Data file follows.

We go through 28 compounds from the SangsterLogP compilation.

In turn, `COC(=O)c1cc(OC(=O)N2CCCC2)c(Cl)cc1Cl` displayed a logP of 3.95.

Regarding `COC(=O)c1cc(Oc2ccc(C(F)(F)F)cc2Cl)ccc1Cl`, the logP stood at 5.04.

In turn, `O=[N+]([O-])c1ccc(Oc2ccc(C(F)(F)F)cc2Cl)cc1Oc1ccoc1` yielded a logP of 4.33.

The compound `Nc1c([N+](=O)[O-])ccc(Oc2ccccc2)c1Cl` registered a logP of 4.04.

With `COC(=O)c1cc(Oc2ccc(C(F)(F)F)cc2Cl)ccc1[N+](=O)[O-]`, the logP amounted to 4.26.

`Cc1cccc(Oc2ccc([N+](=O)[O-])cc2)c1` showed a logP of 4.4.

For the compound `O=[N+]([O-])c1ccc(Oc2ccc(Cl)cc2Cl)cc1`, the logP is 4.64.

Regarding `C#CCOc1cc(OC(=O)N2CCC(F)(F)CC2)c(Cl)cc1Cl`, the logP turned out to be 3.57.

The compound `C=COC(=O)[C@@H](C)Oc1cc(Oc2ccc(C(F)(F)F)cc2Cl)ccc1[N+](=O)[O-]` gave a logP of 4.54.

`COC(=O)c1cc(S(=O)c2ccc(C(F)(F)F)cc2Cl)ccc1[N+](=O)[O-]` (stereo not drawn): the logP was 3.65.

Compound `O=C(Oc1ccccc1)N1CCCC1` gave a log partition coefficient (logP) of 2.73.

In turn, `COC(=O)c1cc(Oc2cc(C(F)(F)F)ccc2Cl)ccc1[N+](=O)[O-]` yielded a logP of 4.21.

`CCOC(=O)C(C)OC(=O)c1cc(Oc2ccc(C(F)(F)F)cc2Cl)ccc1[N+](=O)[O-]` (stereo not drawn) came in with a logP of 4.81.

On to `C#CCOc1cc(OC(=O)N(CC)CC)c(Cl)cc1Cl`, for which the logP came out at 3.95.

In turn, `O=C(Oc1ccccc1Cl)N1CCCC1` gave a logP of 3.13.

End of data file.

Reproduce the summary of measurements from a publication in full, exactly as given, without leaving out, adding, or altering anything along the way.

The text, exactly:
We go through 28 compounds from the SangsterLogP compilation.

In turn, `COC(=O)c1cc(OC(=O)N2CCCC2)c(Cl)cc1Cl` displayed a logP of 3.95.

Regarding `COC(=O)c1cc(Oc2ccc(C(F)(F)F)cc2Cl)ccc1Cl`, the logP stood at 5.04.

In turn, `O=[N+]([O-])c1ccc(Oc2ccc(C(F)(F)F)cc2Cl)cc1Oc1ccoc1` yielded a logP of 4.33.

The compound `Nc1c([N+](=O)[O-])ccc(Oc2ccccc2)c1Cl` registered a logP of 4.04.

With `COC(=O)c1cc(Oc2ccc(C(F)(F)F)cc2Cl)ccc1[N+](=O)[O-]`, the logP amounted to 4.26.

`Cc1cccc(Oc2ccc([N+](=O)[O-])cc2)c1` showed a logP of 4.4.

For the compound `O=[N+]([O-])c1ccc(Oc2ccc(Cl)cc2Cl)cc1`, the logP is 4.64.

Regarding `C#CCOc1cc(OC(=O)N2CCC(F)(F)CC2)c(Cl)cc1Cl`, the logP turned out to be 3.57.

The compound `C=COC(=O)[C@@H](C)Oc1cc(Oc2ccc(C(F)(F)F)cc2Cl)ccc1[N+](=O)[O-]` gave a logP of 4.54.

`COC(=O)c1cc(S(=O)c2ccc(C(F)(F)F)cc2Cl)ccc1[N+](=O)[O-]` (stereo not drawn): the logP was 3.65.

Compound `O=C(Oc1ccccc1)N1CCCC1` gave a log partition coefficient (logP) of 2.73.

In turn, `COC(=O)c1cc(Oc2cc(C(F)(F)F)ccc2Cl)ccc1[N+](=O)[O-]` yielded a logP of 4.21.

`CCOC(=O)C(C)OC(=O)c1cc(Oc2ccc(C(F)(F)F)cc2Cl)ccc1[N+](=O)[O-]` (stereo not drawn) came in with a logP of 4.81.

On to `C#CCOc1cc(OC(=O)N(CC)CC)c(Cl)cc1Cl`, for which the logP came out at 3.95.

In turn, `O=C(Oc1ccccc1Cl)N1CCCC1` gave a logP of 3.13.